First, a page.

Councils joining the #changethedate campaign aren’t just missing the point, they are squandering an opportunity to make Australia Day better.
There is an uncomfortable reality that we mask on our national day with barbecues, flags, fireworks and civic functions. We’ve designed a day where there is no room for reflection on what we might have done better.
From the nationally televised award ceremony through to the grassroots festivities of Lake Weeroona* the tone is one of celebration.
Celebrating is great. It’s important that we are proud of our accomplishments. We should lionise the very best of our culture and the things that make us unique. Knowing what works and what we do well can only make us better.
It’s just a shame we have yet to find a way to both be proud and talk openly about the things we might like to forget.
Tellingly, when the City of Yarra voted through its reforms this month it decided to begin hosting a new January 26 event acknowledging the loss of Indigenous culture, language and identity, even as it recoiled from hosting award and citizenship ceremonies.
Councils contemplating Australia Day’s role in reconciliation find themselves torn between two camps. They can jump on the #changethedate campaign bandwagon or they can frown upon displays of introspection.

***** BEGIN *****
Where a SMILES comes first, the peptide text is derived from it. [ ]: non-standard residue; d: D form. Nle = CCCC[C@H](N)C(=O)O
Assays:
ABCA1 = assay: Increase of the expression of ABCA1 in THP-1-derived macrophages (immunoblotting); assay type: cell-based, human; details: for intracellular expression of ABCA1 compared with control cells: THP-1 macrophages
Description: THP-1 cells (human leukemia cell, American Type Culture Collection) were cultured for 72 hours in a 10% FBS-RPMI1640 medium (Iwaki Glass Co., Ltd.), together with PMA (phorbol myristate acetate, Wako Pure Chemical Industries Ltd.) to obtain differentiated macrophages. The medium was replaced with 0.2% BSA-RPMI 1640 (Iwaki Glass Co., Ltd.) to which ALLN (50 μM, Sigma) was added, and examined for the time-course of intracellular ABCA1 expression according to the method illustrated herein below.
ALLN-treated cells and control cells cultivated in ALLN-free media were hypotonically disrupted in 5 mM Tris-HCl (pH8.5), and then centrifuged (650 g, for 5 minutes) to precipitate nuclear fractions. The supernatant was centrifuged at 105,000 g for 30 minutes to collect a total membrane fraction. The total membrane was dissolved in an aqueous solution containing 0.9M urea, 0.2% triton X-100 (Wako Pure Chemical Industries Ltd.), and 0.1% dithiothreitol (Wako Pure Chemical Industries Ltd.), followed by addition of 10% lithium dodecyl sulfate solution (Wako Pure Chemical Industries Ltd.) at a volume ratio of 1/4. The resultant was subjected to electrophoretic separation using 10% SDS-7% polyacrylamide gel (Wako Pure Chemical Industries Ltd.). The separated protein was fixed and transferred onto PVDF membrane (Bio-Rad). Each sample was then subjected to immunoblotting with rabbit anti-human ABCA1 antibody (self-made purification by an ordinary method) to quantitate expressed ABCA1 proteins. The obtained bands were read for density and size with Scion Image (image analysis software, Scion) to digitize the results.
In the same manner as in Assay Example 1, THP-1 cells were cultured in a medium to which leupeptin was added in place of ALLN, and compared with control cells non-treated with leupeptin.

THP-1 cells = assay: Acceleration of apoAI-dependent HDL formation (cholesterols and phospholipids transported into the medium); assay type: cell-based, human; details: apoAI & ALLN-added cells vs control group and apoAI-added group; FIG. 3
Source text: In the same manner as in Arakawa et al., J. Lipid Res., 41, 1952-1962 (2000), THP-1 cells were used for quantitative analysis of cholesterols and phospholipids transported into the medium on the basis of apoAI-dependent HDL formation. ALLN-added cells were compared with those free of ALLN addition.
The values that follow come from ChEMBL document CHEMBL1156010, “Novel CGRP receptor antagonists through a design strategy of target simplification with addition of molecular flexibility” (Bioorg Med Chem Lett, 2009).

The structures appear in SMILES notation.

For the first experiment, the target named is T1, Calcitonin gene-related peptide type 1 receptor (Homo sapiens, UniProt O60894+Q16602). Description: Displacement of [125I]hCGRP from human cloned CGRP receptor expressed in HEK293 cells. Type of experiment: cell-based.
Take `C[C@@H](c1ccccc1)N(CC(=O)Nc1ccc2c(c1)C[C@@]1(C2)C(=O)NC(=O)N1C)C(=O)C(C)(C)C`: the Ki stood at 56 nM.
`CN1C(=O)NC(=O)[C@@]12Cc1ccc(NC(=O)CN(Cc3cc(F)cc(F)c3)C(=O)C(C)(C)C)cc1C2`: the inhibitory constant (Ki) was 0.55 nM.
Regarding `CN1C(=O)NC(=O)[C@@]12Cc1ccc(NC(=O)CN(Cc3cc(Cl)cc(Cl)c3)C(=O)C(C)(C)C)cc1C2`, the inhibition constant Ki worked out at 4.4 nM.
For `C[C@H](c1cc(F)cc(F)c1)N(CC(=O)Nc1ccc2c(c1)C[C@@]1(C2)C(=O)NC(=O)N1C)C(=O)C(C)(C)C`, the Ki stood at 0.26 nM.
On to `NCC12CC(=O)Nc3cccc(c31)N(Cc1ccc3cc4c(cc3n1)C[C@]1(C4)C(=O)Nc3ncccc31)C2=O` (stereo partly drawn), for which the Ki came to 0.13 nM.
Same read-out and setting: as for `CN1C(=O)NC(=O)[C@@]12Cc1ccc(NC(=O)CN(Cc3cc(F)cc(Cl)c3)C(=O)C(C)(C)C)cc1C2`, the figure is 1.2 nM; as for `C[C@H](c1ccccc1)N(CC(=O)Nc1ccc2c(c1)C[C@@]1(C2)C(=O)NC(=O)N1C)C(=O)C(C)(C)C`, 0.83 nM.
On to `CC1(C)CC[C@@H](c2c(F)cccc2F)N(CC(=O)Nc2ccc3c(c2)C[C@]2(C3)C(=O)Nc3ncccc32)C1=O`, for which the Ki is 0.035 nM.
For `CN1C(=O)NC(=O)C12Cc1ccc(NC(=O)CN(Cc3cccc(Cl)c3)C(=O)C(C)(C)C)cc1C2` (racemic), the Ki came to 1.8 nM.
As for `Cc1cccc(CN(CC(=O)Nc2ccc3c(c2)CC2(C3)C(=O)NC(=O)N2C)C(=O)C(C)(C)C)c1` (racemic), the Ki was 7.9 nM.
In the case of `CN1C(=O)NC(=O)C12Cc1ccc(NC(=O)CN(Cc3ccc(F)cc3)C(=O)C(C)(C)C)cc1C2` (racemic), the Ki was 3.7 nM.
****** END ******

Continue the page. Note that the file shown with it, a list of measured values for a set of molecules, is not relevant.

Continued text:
Ultimately, January 26 1788 simultaneously symbolises both the start of a national journey and the end of Indigenous culture.
Councils would do well to lead a grassroots charge to recognise both aspects of the day. They’d be helping make Australia stronger because they would be helping us start difficult conversations about mistakes and the actions past communities took to try and make things right.
There were valuable ethical lessons to come out of atrocities like dispossession, the White Australia Policy and the Stolen Generations, but communities cannot learn from those mistakes if they try to forget the wider wrong. What better day to remember those actions than on a day the entire country already gladly sets aside for nation-building?
It’s something councils like Hepburn, Moreland, Whittlesea and Banyule should carefully consider as they ponder the parts they play in Australia Day celebrations.
*The City of Greater Bendigo council has no official position on #changethedate and has not discussed changing the date of award or citizenship ceremonies.